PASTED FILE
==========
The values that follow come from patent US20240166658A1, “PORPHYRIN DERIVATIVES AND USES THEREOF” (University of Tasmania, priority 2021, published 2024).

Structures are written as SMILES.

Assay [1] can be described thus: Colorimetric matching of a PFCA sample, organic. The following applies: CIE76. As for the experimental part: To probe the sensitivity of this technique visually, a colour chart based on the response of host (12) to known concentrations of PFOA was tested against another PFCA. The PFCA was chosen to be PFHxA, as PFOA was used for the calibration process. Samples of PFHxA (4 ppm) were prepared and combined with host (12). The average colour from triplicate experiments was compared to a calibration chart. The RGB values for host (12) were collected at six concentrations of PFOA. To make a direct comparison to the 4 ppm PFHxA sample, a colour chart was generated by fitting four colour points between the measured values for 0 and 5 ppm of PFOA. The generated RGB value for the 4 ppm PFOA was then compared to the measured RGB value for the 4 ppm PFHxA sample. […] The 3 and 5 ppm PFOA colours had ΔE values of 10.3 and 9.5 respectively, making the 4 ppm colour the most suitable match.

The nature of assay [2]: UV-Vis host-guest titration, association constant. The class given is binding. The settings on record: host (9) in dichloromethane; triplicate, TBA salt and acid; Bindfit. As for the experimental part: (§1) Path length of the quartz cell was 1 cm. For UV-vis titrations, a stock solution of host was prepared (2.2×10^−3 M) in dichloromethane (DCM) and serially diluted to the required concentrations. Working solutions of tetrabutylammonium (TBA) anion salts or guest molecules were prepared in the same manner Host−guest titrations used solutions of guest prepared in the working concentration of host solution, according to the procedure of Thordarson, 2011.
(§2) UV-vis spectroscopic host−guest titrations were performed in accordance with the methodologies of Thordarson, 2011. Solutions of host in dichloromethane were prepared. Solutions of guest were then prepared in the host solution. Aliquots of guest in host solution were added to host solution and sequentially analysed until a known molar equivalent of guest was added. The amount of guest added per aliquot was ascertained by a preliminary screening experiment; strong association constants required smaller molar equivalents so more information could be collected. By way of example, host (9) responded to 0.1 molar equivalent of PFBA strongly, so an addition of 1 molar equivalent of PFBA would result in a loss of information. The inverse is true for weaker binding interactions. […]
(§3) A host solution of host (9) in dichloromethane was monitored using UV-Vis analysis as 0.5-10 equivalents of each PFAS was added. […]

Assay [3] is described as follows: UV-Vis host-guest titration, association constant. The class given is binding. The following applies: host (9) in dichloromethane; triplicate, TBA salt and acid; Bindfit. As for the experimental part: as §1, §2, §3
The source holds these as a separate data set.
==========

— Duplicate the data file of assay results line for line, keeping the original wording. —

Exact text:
The values that follow come from patent US20240166658A1, “PORPHYRIN DERIVATIVES AND USES THEREOF” (University of Tasmania, priority 2021, published 2024).

Structures are written as SMILES.

Assay [1] can be described thus: Colorimetric matching of a PFCA sample, organic. The following applies: CIE76. As for the experimental part: To probe the sensitivity of this technique visually, a colour chart based on the response of host (12) to known concentrations of PFOA was tested against another PFCA. The PFCA was chosen to be PFHxA, as PFOA was used for the calibration process. Samples of PFHxA (4 ppm) were prepared and combined with host (12). The average colour from triplicate experiments was compared to a calibration chart. The RGB values for host (12) were collected at six concentrations of PFOA. To make a direct comparison to the 4 ppm PFHxA sample, a colour chart was generated by fitting four colour points between the measured values for 0 and 5 ppm of PFOA. The generated RGB value for the 4 ppm PFOA was then compared to the measured RGB value for the 4 ppm PFHxA sample. […] The 3 and 5 ppm PFOA colours had ΔE values of 10.3 and 9.5 respectively, making the 4 ppm colour the most suitable match.

The nature of assay [2]: UV-Vis host-guest titration, association constant. The class given is binding. The settings on record: host (9) in dichloromethane; triplicate, TBA salt and acid; Bindfit. As for the experimental part: (§1) Path length of the quartz cell was 1 cm. For UV-vis titrations, a stock solution of host was prepared (2.2×10^−3 M) in dichloromethane (DCM) and serially diluted to the required concentrations. Working solutions of tetrabutylammonium (TBA) anion salts or guest molecules were prepared in the same manner Host−guest titrations used solutions of guest prepared in the working concentration of host solution, according to the procedure of Thordarson, 2011.
(§2) UV-vis spectroscopic host−guest titrations were performed in accordance with the methodologies of Thordarson, 2011. Solutions of host in dichloromethane were prepared. Solutions of guest were then prepared in the host solution. Aliquots of guest in host solution were added to host solution and sequentially analysed until a known molar equivalent of guest was added. The amount of guest added per aliquot was ascertained by a preliminary screening experiment; strong association constants required smaller molar equivalents so more information could be collected. By way of example, host (9) responded to 0.1 molar equivalent of PFBA strongly, so an addition of 1 molar equivalent of PFBA would result in a loss of information. The inverse is true for weaker binding interactions. […]
(§3) A host solution of host (9) in dichloromethane was monitored using UV-Vis analysis as 0.5-10 equivalents of each PFAS was added. […]

Assay [3] is described as follows: UV-Vis host-guest titration, association constant. The class given is binding. The following applies: host (9) in dichloromethane; triplicate, TBA salt and acid; Bindfit. As for the experimental part: as §1, §2, §3
The source holds these as a separate data set.